The channels responsible for the steady-state component of the whole-cell Na+ current were not observed in inside-out patches originating from the soma membrane.
On the basis of whole-cell and single-channel experiments it was possible to conclude that the TTX-sensitive Na+ conductance in spinal dorsal horn neurones consisted of three components. The channels underlying inactivating fast and slow current components could be identified in patches originating from the soma membrane. Insufficient space clamp during whole-cell recording in the spinal cord slice and a low frequency of Na+ channel appearance in inside-out patches from the soma membrane could indicate that the majority of Na+ channels are located on the axonal or dendritic membrane. The axons and dendrites of dorsal horn neurones with diameters smaller than 0.5 μm could barely be resolved even with infrared optics and, therefore, axonal or dendritic localization of Na+ channels could not be directly shown by single-channel recording.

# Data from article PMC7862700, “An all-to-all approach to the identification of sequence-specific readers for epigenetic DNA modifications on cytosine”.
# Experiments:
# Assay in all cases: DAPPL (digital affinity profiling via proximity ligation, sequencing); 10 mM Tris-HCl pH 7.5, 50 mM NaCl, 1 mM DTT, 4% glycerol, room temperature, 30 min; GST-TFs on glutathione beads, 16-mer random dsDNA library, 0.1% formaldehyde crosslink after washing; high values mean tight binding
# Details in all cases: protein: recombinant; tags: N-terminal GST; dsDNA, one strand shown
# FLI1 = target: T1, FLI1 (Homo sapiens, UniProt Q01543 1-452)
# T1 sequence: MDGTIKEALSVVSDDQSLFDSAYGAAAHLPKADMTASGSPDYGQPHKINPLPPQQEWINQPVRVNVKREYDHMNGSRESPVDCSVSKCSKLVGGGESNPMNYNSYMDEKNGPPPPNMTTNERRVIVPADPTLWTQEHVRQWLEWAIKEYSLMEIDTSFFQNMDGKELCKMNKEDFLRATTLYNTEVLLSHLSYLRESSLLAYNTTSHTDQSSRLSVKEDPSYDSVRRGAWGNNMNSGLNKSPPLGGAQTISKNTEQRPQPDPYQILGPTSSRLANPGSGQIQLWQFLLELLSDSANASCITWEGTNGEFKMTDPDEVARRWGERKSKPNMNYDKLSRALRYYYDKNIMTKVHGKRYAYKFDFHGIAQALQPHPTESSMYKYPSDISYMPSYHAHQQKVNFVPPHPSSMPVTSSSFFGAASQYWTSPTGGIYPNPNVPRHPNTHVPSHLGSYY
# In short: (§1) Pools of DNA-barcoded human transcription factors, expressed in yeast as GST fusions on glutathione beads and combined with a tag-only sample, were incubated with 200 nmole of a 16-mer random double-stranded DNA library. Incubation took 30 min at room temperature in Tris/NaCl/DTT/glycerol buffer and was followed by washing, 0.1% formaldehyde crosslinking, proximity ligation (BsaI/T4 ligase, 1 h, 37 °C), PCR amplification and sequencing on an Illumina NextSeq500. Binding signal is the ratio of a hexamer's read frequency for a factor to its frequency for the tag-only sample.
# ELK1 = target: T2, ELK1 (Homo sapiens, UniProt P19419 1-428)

In order to solve this problem we developed a method for investigating the functional distribution of channels in small (ca 10 μm) cells with fine processes.
The method of entire soma isolation
In the whole-cell recording mode, entire somata of dorsal horn neurones could easily be isolated from the slice by slow withdrawal of the recording pipette, leaving all or nearly all of their processes in the slice (Fig. 7). The channel distribution could then be studied by comparing the macroscopic Na+ currents recorded in neurones before and after their isolation.